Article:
Police are urging motorists to be patient on what are expected to be congested Labour Day weekend roads.
Inspector Peter McKennie said that keeping speed down is fundamental to safety and that many more New Zealanders will be on the road, because they have not been able to holiday overseas this winter.
He said it is also the first long weekend of spring and for many the first weekend since they have come out of alert level 2 or 3.
"There'll be lots of people on the roads, we want everyone just to ease off on the accelerator, make sure you've got your seat belts on and get through your journey safely, it's important just to be safe on the roads and to stay alert for your whole journey this weekend."
Motorists should also make sure their vehicle is in a safe condition before heading out, he said.
"Particularly motorcyclists, so we've seen an increase in motorcyclists coming to grief on the roads just recently. You get a lot of seasonal motorcyclists who grab out their bikes during the finer weather, it's very important for them to check their bikes, make sure they're safe, in particular tyre pressure which is something they forget about and which can cause them to come to grief on bends if they're not careful."
McKennie said drink and drug driving will continue to be a focus, with suitable Covid precautions in place at roadside stops.
"We obviously have sanitisation procedures in place to make sure the devices we use are safe and so people can say their name and address into those devices with complete confidence from infection risk."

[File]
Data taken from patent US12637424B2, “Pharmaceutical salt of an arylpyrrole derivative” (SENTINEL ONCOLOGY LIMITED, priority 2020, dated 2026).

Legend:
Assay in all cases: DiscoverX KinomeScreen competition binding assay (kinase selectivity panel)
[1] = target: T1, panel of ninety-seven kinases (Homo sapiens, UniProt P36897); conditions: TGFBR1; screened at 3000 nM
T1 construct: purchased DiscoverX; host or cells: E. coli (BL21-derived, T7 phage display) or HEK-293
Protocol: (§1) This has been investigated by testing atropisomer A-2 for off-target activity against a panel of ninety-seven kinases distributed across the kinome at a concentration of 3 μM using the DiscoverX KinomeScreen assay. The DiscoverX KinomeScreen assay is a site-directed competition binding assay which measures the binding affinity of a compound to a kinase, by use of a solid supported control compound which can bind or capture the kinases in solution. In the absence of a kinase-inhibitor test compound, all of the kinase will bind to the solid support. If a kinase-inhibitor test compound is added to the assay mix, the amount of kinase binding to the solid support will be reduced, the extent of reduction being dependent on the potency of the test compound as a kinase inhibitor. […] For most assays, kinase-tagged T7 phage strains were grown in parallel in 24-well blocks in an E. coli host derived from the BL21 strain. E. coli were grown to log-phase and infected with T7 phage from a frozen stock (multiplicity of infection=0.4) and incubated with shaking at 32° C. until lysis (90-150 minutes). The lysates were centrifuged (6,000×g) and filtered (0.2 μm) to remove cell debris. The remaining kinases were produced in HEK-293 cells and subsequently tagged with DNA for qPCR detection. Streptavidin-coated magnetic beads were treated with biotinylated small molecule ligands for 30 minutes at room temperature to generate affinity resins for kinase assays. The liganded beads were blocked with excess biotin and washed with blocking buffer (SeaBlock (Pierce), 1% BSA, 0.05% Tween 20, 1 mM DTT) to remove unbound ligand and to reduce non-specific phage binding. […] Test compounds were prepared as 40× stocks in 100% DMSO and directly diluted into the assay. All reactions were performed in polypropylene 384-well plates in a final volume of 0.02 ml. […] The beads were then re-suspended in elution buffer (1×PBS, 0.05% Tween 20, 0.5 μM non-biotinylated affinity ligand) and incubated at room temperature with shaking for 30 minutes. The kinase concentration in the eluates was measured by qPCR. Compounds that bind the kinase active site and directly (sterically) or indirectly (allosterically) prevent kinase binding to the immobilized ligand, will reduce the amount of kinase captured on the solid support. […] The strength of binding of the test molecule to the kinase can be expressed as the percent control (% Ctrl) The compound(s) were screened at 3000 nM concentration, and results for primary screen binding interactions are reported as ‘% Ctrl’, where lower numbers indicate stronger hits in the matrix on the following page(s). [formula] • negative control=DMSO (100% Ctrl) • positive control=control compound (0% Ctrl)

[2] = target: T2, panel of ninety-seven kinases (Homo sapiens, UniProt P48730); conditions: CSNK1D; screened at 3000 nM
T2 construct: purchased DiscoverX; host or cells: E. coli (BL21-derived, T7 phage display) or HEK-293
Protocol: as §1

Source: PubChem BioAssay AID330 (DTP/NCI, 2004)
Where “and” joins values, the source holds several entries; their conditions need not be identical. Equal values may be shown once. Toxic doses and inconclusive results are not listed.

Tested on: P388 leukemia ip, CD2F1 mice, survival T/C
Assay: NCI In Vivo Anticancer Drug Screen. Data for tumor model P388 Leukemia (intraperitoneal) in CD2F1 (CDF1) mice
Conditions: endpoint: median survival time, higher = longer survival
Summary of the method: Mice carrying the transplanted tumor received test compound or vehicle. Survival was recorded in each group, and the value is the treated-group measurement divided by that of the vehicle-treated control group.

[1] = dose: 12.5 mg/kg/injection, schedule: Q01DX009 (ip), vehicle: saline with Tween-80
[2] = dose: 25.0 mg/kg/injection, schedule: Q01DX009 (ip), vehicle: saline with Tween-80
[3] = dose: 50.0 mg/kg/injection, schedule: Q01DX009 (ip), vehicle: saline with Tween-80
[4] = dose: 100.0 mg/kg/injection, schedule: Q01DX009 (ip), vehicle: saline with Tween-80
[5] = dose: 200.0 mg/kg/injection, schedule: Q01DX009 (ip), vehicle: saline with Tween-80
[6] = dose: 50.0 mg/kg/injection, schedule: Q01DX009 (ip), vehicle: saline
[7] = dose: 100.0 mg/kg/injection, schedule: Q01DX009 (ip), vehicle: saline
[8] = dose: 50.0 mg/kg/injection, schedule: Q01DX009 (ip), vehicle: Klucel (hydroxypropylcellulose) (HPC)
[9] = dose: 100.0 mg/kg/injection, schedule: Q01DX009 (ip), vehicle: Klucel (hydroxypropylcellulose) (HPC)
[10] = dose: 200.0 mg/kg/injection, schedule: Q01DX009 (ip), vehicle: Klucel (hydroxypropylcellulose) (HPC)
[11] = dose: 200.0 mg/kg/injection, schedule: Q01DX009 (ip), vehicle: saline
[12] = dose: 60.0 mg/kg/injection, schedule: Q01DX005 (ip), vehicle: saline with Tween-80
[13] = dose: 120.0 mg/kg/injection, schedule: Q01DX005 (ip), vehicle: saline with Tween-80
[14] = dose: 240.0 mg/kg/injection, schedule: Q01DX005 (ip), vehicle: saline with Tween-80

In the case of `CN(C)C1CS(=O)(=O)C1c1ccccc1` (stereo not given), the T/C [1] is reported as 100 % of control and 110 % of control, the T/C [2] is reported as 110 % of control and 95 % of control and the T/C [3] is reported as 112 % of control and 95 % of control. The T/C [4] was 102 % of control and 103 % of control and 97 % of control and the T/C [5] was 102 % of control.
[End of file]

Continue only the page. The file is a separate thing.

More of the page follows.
Another accident prevention measure is "fatigue stops" which are being used in some areas to try and encourage drivers to take breaks.
Hawke's Bay Regional Council introduced the concept a decade ago in which drivers are encouraged to pull over, take a break and help themselves to free refreshments.
A fatigue stop has been set up today on State Highway 5 between Napier and Taupō, four days after a horror crash between a van and a truck on the road claimed one life and injured 10 others.
Road Safe Hawke's Bay manager Linda Anderson said the group sets up rest areas with tables and chairs in 100km/h rural areas in partnership with police where people can call in and have a break and perhaps a coffee or refreshments.
"It actually is around having a conversation with those drivers about taking breaks throughout their journey," she said.
She said some drivers can stay for up to an hour.